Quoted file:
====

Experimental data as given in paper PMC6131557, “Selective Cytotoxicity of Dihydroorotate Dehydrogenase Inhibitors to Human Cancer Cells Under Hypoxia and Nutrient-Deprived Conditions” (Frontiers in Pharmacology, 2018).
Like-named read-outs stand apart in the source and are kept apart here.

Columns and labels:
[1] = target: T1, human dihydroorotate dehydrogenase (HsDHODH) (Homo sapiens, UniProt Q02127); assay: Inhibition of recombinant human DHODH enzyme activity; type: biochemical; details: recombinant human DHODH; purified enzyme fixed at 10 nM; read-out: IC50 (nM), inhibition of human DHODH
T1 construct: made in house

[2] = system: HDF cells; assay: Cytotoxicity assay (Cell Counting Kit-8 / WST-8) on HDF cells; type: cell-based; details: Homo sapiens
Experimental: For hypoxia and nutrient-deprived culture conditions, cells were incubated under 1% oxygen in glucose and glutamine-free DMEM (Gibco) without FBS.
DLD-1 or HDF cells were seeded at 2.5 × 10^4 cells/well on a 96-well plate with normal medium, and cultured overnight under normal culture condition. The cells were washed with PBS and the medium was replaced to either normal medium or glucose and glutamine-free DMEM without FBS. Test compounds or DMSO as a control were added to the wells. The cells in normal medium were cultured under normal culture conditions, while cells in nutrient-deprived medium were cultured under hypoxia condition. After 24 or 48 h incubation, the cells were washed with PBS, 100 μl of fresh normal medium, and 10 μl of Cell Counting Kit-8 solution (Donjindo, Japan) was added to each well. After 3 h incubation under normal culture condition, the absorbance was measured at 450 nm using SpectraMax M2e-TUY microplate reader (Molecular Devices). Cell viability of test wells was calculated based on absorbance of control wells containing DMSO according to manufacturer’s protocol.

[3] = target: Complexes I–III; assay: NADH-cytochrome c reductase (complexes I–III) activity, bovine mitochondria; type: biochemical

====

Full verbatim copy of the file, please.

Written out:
Experimental data as given in paper PMC6131557, “Selective Cytotoxicity of Dihydroorotate Dehydrogenase Inhibitors to Human Cancer Cells Under Hypoxia and Nutrient-Deprived Conditions” (Frontiers in Pharmacology, 2018).
Like-named read-outs stand apart in the source and are kept apart here.

Columns and labels:
[1] = target: T1, human dihydroorotate dehydrogenase (HsDHODH) (Homo sapiens, UniProt Q02127); assay: Inhibition of recombinant human DHODH enzyme activity; type: biochemical; details: recombinant human DHODH; purified enzyme fixed at 10 nM; read-out: IC50 (nM), inhibition of human DHODH
T1 construct: made in house

[2] = system: HDF cells; assay: Cytotoxicity assay (Cell Counting Kit-8 / WST-8) on HDF cells; type: cell-based; details: Homo sapiens
Experimental: For hypoxia and nutrient-deprived culture conditions, cells were incubated under 1% oxygen in glucose and glutamine-free DMEM (Gibco) without FBS.
DLD-1 or HDF cells were seeded at 2.5 × 10^4 cells/well on a 96-well plate with normal medium, and cultured overnight under normal culture condition. The cells were washed with PBS and the medium was replaced to either normal medium or glucose and glutamine-free DMEM without FBS. Test compounds or DMSO as a control were added to the wells. The cells in normal medium were cultured under normal culture conditions, while cells in nutrient-deprived medium were cultured under hypoxia condition. After 24 or 48 h incubation, the cells were washed with PBS, 100 μl of fresh normal medium, and 10 μl of Cell Counting Kit-8 solution (Donjindo, Japan) was added to each well. After 3 h incubation under normal culture condition, the absorbance was measured at 450 nm using SpectraMax M2e-TUY microplate reader (Molecular Devices). Cell viability of test wells was calculated based on absorbance of control wells containing DMSO according to manufacturer’s protocol.

[3] = target: Complexes I–III; assay: NADH-cytochrome c reductase (complexes I–III) activity, bovine mitochondria; type: biochemical